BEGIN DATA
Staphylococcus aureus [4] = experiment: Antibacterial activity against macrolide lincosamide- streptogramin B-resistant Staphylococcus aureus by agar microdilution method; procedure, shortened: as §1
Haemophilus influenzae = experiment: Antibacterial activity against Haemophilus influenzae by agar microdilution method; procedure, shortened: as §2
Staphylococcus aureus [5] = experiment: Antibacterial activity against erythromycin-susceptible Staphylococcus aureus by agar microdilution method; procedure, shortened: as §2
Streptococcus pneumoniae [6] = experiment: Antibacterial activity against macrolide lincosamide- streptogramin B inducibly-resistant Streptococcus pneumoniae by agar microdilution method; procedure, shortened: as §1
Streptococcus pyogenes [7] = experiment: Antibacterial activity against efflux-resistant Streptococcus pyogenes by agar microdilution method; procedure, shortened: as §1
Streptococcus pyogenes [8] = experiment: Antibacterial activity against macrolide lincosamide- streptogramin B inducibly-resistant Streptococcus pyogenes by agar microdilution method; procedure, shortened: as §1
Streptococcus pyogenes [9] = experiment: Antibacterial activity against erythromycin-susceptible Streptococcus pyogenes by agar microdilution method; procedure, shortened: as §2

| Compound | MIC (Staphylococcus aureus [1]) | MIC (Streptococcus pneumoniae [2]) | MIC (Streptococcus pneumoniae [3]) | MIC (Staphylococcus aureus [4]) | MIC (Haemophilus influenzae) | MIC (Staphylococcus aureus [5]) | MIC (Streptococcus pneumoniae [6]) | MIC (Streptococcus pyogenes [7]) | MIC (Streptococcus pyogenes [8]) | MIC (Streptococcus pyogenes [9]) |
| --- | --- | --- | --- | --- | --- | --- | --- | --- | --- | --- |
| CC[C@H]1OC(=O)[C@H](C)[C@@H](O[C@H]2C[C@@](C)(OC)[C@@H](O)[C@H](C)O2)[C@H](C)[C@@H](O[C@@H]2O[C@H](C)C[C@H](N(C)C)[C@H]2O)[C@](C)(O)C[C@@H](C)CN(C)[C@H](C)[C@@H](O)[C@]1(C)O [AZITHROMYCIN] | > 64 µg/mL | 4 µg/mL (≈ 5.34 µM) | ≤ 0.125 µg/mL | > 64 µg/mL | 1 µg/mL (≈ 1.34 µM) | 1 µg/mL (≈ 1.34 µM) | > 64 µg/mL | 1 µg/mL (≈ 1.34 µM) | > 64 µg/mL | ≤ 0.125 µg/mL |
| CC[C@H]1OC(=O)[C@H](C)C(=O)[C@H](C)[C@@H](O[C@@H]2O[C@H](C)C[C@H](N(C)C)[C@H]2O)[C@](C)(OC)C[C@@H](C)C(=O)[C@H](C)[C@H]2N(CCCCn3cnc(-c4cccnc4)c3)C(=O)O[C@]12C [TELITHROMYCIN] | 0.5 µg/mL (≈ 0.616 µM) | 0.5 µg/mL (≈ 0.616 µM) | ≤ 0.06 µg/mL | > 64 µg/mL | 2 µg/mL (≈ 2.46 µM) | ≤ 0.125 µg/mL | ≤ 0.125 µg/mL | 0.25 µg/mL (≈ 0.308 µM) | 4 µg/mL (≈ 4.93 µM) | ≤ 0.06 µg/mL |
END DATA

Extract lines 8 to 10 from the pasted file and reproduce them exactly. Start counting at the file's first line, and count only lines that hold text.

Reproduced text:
| Compound | MIC (Staphylococcus aureus [1]) | MIC (Streptococcus pneumoniae [2]) | MIC (Streptococcus pneumoniae [3]) | MIC (Staphylococcus aureus [4]) | MIC (Haemophilus influenzae) | MIC (Staphylococcus aureus [5]) | MIC (Streptococcus pneumoniae [6]) | MIC (Streptococcus pyogenes [7]) | MIC (Streptococcus pyogenes [8]) | MIC (Streptococcus pyogenes [9]) |
| --- | --- | --- | --- | --- | --- | --- | --- | --- | --- | --- |
| CC[C@H]1OC(=O)[C@H](C)[C@@H](O[C@H]2C[C@@](C)(OC)[C@@H](O)[C@H](C)O2)[C@H](C)[C@@H](O[C@@H]2O[C@H](C)C[C@H](N(C)C)[C@H]2O)[C@](C)(O)C[C@@H](C)CN(C)[C@H](C)[C@@H](O)[C@]1(C)O [AZITHROMYCIN] | > 64 µg/mL | 4 µg/mL (≈ 5.34 µM) | ≤ 0.125 µg/mL | > 64 µg/mL | 1 µg/mL (≈ 1.34 µM) | 1 µg/mL (≈ 1.34 µM) | > 64 µg/mL | 1 µg/mL (≈ 1.34 µM) | > 64 µg/mL | ≤ 0.125 µg/mL |